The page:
Monday, June 15, 2009


Here's a freebie, an off-topic post that has nothing to do with our business plan posts (well, alright, just a little) that I thought some of you might enjoy. I'd like to make this a habit -a weekly or biweekly thing that you can look forward to. Something offtrack, but useful. A small bite to get you going, without filling you up.

This week's MMM is a list of things NOT to do when marketing your small business.

1.) Don't put all your eggs in one basket. Don't spend all your budget on just one ad, or on a series of ads, or on one type of marketing. I have a blog and a website. I'm on Twitter (and steadily gaining followers, too!) I utilize email marketing. I send out direct response sales letters. I network. I have flyers posted on community bulletin boards out and about in my area. I volunteer time to churches and non-profits. I'm creating a monthly newsletter. I have an account on I write and publish press releases and marketing articles, both in print locally and online. In short, I've diversified my marketing efforts about as much my time and resources will allow. And I get clients. Putting all your resources in one place just isn't smart, and it isn't very effective.

2.) Not taking stock. You'll notice that I don't run classified ads in my newspaper, or do much paid advertising, period. It just didn't have the Return on Investment I needed to continue. I knew this because I always take a look at the results of my marketing efforts, to see where I can improve, what's a waste of my time and effort, and what's simply not working at all. I can tell you that Guru isn't always the kindest place in the world, but it has brought a few projects and I keep bidding on proposals for that reason. The newspaper gets me more business through the press releases and articles I publish than it did through the expensive ad I bought. G o figure......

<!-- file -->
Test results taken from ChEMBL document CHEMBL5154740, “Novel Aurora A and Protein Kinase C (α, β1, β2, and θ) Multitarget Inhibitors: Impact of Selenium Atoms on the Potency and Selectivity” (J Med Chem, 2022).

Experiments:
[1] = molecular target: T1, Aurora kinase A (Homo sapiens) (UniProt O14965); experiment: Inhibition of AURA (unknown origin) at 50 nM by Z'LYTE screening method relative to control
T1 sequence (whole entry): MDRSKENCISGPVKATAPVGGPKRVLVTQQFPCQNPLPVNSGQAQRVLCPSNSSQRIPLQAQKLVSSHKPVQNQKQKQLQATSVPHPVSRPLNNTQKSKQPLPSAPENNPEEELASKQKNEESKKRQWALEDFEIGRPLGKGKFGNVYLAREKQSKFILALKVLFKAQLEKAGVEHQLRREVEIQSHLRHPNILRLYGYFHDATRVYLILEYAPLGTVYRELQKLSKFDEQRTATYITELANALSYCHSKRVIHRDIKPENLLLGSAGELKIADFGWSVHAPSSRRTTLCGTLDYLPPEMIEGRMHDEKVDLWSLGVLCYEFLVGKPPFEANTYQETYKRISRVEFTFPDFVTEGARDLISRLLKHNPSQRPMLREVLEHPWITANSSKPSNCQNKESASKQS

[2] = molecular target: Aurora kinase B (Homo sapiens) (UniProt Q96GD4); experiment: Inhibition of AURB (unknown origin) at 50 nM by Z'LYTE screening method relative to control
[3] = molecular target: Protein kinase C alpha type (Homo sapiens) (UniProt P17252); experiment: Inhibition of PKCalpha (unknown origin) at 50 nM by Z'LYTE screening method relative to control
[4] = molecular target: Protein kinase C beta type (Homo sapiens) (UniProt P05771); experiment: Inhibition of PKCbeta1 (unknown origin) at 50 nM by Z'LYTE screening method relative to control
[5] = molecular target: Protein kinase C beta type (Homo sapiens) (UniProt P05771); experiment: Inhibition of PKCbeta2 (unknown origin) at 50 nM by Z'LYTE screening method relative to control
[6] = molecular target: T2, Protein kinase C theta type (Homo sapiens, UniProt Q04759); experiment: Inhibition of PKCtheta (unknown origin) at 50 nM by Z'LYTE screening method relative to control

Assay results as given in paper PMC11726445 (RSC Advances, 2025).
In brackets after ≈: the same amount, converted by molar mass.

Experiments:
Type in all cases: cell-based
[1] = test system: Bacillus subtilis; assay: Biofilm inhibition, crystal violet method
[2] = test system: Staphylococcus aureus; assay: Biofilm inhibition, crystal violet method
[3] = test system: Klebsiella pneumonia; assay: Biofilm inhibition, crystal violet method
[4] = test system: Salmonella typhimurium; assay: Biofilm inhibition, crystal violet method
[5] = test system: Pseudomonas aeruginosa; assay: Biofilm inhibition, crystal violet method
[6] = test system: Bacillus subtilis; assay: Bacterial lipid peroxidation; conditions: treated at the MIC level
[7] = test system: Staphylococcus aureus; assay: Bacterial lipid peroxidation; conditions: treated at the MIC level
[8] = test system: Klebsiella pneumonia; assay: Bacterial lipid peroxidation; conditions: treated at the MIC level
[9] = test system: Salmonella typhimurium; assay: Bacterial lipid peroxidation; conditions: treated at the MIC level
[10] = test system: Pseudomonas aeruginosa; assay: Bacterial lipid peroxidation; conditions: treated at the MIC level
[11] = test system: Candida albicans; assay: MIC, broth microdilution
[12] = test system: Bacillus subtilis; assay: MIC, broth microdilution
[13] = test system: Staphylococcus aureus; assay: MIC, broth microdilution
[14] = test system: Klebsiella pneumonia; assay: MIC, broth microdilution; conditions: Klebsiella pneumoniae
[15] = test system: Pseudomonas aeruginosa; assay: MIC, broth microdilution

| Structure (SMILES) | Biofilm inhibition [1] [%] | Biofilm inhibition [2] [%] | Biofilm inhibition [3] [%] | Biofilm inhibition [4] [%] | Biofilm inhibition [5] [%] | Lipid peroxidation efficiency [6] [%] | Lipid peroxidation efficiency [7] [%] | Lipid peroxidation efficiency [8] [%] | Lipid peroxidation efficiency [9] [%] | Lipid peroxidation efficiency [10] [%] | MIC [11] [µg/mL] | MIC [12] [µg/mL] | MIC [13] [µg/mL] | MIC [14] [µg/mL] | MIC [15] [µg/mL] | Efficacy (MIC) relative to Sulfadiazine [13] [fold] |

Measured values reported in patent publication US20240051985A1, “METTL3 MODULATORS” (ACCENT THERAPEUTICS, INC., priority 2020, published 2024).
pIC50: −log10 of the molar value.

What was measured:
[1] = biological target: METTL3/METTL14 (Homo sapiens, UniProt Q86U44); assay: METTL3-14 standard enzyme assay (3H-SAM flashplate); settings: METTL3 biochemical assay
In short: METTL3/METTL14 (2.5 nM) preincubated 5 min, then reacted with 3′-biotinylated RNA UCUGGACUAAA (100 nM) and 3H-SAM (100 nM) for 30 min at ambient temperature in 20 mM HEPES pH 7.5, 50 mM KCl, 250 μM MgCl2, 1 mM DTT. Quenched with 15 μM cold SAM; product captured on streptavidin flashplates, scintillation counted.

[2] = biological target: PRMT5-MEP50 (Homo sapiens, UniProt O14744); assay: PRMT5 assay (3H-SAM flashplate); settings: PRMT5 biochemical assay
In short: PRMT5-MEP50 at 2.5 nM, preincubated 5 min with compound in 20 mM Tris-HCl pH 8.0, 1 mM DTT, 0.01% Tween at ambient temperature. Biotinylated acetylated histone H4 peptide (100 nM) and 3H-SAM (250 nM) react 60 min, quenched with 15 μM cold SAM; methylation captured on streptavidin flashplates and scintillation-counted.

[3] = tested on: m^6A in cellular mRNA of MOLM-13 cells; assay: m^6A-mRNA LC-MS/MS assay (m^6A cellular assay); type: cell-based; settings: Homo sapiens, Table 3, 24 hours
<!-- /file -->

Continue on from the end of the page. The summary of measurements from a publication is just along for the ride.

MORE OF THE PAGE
3.) Leaping before you look. (This is the part that has to do with business plans, BTW.) Marketing your business without a goal or end result in focus can lead to scattering instead of a direct hit. A marketing plan will help you know what to do and when. It will also help you know how much you can afford to spend when trying a new marketing venture. Without it, you may just find that you've jumped off a marketing cliff without a parachute.

4.) Keeping your feet on too-solid ground. On the other hand, if your marketing plan is too strict, too inflexible (or you are too fanatical about following it to the every letter) you can miss opportunities that you may not have known about or thought of when creating the plan. You can also keep walking in circles if you continue with a marketing venture that isn't producing. Marketing plans are just that - PLANS - they are there as guidelines, not regulations.

5.) If it ain't broke, don't fix it. All to often, small business owners will scrap something that's been producing results for something new, or something different. It's great to try new things, but not at the expense of something that's been proven tried and true. If your newspaper ad works for you, keep it up. If you want to try a website and join the Web community, do it when you afford the added expense and time. Don't toss the ad that's getting you results.